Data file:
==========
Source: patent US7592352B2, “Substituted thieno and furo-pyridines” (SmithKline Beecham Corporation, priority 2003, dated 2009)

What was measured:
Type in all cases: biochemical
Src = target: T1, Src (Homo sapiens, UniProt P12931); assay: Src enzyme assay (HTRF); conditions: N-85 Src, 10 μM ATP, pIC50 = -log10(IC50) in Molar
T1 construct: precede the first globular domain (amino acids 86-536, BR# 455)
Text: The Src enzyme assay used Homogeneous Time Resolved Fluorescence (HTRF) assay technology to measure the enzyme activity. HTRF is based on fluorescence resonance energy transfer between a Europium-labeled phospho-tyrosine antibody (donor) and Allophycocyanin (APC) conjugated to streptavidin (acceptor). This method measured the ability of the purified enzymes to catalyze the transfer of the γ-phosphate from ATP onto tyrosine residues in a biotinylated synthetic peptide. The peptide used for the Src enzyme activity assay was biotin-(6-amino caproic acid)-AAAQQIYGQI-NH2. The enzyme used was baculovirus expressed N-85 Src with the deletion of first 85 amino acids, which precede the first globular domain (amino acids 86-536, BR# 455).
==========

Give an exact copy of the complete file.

Source: patent US7592352B2, “Substituted thieno and furo-pyridines” (SmithKline Beecham Corporation, priority 2003, dated 2009)

What was measured:
Type in all cases: biochemical
Src = target: T1, Src (Homo sapiens, UniProt P12931); assay: Src enzyme assay (HTRF); conditions: N-85 Src, 10 μM ATP, pIC50 = -log10(IC50) in Molar
T1 construct: precede the first globular domain (amino acids 86-536, BR# 455)
Text: The Src enzyme assay used Homogeneous Time Resolved Fluorescence (HTRF) assay technology to measure the enzyme activity. HTRF is based on fluorescence resonance energy transfer between a Europium-labeled phospho-tyrosine antibody (donor) and Allophycocyanin (APC) conjugated to streptavidin (acceptor). This method measured the ability of the purified enzymes to catalyze the transfer of the γ-phosphate from ATP onto tyrosine residues in a biotinylated synthetic peptide. The peptide used for the Src enzyme activity assay was biotin-(6-amino caproic acid)-AAAQQIYGQI-NH2. The enzyme used was baculovirus expressed N-85 Src with the deletion of first 85 amino acids, which precede the first globular domain (amino acids 86-536, BR# 455).